Conservation Evidence strives to be as useful to conservationists as possible. Please take our survey to help the team improve our resource.

Providing evidence to improve practice

Individual study: Mule deer and cattle responses to a prescribed burn

Published source details

Roberts T.A. & Tiller R.L. (1985) Mule deer and cattle responses to a prescribed burn. Wildlife Society Bulletin, 13, 248-252


This study is summarised as evidence for the intervention(s) shown on the right. The icon shows which synopsis it is relevant to.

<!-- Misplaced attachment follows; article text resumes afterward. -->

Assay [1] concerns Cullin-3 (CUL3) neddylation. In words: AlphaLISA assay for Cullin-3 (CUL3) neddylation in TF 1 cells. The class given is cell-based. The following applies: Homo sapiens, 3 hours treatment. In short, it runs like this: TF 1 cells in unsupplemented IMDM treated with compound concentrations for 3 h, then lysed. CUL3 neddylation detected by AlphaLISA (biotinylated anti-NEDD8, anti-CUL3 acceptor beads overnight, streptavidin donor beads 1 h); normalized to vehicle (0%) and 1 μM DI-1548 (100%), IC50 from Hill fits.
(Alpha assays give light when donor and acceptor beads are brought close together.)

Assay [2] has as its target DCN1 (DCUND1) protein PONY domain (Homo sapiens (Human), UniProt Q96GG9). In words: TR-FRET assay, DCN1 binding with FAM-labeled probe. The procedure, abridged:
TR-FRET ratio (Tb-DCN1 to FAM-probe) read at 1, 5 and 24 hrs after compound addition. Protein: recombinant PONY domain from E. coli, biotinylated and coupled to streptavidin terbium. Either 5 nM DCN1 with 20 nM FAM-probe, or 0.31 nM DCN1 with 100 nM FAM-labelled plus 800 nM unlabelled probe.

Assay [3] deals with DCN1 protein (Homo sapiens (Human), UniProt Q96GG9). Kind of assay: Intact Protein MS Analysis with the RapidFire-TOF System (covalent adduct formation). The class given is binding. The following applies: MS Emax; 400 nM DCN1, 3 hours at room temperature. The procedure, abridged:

Exclude livestock from semi-natural habitat (including woodland) Terrestrial Mammal Conservation

A controlled study in 1982–1984 on a shrubland site in California, USA (Roberts & Tiller 1985) found that inside a cattle-exclusion fence, there were more mule deer Odocoileus hemionus than there were outside it. This result was not tested for statistical significance. Over six sampling events, 192 faecal pellet clumps were counted inside the enclosure compared to 138 outside it. In June 1982, a prescribed burn was carried out across 4 ha of land. A 0.25-ha enclosure (cattle proof but not deer proof) was established on the burned area. Relative deer presence inside and outside the enclosure was assessed by counting pellet-groups in September 1982, February, August, and November 1983 and March and July 1984. Counts were made along 18 transects (5 m long) inside the enclosure and 18 outside the enclosure.

(Summarised by Nick Littlewood)